“I’m ecstatic about this, I’m really chuffed.
“When I was a kid we went to Butlins, and this feels a bit like that. It feels like being on holiday.”
Another resident, Lancashire County Coun Chris Coates, has been closely involved in the project management of the site and has seen it slowly develop.
He said: “It’s been a fantastic site to work with and you had to see through the dereliction.
“In some ways it designed itself. We’re going to end up with a long street with river frontages.
“I can’t wait until February, to have been in here for six months, and just see how the whole place settles down.
The question I keep asking is ‘is this what green living looks like?’
“I think the answer would be yes. This is green living, but it’s conventional building to a high standard.
“It’s nothing complicated.
“I would certainly like to see this replicated. It would be a shame if we’re just a one off but we’ve shown it can work.”
Chris said he has been walking around pinching himself now that the major work has been done.
He added: I feel like I’m in the right place at the right time and everything is falling into place.
“I wondered where the catch was.
“A lot of the support we’ve had is because we’ve been so ambitious.”
Garstang based firm Whittles got the building contract for the project, the bricks are from Caton, and the site was designed with the help of architects EcoArc from Staveley.
Residents pay their fuel bills to Lancaster Co-housing, which is partnered with More Renewables and Halton Hydro, a hydro-electric scheme which has planning permission for further down the river.
Kathy Bashford, 40, has moved into the development with her partner and two children Polly, three, and Isla, six months.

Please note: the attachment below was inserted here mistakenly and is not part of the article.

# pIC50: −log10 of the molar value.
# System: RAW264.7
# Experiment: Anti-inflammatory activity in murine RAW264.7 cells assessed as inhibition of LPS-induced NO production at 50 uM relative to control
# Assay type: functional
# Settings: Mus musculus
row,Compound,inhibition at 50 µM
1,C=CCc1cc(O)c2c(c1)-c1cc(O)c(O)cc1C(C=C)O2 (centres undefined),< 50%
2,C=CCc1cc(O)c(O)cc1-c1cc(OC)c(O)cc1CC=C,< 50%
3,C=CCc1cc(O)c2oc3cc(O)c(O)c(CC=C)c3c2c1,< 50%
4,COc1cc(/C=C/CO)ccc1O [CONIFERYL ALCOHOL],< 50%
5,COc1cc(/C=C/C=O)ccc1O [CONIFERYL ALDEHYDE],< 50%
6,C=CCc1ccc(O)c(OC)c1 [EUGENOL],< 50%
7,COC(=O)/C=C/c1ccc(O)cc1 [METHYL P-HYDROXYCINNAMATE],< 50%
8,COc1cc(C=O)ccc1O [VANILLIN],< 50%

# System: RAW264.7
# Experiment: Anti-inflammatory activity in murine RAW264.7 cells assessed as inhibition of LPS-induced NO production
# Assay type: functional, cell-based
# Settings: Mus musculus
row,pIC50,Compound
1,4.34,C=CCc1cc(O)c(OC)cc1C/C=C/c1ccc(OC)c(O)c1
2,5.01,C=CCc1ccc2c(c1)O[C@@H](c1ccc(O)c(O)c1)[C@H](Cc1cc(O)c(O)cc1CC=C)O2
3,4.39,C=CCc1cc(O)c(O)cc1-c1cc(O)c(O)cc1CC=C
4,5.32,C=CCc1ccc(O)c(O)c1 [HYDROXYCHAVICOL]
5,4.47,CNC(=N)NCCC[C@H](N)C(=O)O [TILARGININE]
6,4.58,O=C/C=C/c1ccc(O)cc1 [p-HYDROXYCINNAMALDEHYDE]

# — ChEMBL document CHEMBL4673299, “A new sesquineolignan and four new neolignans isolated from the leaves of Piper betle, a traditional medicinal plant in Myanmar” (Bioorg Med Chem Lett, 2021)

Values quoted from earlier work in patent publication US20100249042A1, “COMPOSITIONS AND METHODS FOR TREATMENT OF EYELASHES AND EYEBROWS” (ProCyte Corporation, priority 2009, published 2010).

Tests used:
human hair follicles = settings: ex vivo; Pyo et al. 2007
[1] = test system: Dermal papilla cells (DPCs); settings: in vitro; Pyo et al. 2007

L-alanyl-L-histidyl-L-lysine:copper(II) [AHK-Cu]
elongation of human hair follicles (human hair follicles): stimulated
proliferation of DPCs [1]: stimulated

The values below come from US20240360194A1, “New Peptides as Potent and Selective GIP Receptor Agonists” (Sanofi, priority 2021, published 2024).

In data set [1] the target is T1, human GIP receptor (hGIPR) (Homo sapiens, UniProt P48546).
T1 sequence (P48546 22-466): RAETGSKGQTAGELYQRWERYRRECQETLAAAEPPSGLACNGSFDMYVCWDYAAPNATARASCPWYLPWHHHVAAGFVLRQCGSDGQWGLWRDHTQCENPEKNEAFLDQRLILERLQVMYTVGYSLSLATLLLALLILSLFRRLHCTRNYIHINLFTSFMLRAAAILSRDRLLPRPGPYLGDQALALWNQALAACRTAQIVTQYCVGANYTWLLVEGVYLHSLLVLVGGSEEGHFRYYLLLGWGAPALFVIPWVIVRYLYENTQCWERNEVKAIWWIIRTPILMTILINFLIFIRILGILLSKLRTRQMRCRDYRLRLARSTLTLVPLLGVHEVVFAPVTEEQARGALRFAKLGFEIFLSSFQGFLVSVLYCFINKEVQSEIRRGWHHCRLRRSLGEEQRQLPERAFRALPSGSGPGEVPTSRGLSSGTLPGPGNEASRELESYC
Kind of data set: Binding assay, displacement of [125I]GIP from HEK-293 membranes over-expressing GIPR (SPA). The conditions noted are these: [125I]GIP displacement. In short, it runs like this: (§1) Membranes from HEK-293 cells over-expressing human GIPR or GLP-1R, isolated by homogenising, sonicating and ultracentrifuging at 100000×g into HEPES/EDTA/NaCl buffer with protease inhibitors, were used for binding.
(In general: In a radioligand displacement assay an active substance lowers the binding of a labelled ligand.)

Part of Kathy’s role has been to encourage new people to join the scheme and purchase property.
“We kind of based it on instinct,” she said.
“But we’ve not turned anyone away.
“It’s great for the kids to have the other children so close by.
“We just think it’s great to have the children growing up, getting to know other people really well.
“Polly will be able to walk down the street without us worrying.
There will be no cars about, and we can arrange informal shared childcare with the other parents.
“We’ve all got a lot of things in common. Things like the communal meals, it’s great for everyone.
“It feels fantastic to be here, it’s all finally come true. We knew it was what we all wanted.”
Dawn Keyse got the keys to her eco-home on Monday.
Dawn and her partner Pete, both 58, moved specifically to Lancaster to take up residence at Forge Bank in Halton.
Dawn had been living in the Peak District and Pete had found out about the project “around a camp fire”, before coming to set up in Lancaster.
Dawn said: “I knew I wanted to live in this collaborative community way.
“I joined as a friend of the group three and a half years ago.
“Pete joined before me, and at first I thought I would never do it, leaving my friends and the place I knew.
“But he brought me down to the river and said they’ve put in a bid for this land, and I just knew it was right.
“There’s definitely a magnetism to this place.
“When I decided this was what I wanted, I started using the car less, wound down my business, put my house on the market, and looked at where I could practice homeopathy from.
“I’ve given my van away to the travel plan - it’s now our vehicle.
“I haven’t found my niche in the group yet, I think in later years I’ll probably end up becoming the wise old crone.”
The site is expected to be fully completed by Easter 2013.